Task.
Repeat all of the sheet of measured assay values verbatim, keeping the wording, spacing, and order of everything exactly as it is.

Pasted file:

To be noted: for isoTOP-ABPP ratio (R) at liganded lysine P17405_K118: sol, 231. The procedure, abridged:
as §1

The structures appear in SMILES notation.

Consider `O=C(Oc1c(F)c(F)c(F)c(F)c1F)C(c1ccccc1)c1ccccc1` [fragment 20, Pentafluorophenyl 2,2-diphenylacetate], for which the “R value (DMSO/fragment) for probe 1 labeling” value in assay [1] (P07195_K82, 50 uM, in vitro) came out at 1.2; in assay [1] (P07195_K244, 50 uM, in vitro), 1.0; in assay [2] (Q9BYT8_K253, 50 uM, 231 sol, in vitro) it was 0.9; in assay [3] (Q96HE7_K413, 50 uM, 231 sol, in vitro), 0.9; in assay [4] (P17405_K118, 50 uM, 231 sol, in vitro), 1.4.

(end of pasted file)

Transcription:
To be noted: for isoTOP-ABPP ratio (R) at liganded lysine P17405_K118: sol, 231. The procedure, abridged:
as §1

The structures appear in SMILES notation.

Consider `O=C(Oc1c(F)c(F)c(F)c(F)c1F)C(c1ccccc1)c1ccccc1` [fragment 20, Pentafluorophenyl 2,2-diphenylacetate], for which the “R value (DMSO/fragment) for probe 1 labeling” value in assay [1] (P07195_K82, 50 uM, in vitro) came out at 1.2; in assay [1] (P07195_K244, 50 uM, in vitro), 1.0; in assay [2] (Q9BYT8_K253, 50 uM, 231 sol, in vitro) it was 0.9; in assay [3] (Q96HE7_K413, 50 uM, 231 sol, in vitro), 0.9; in assay [4] (P17405_K118, 50 uM, 231 sol, in vitro), 1.4.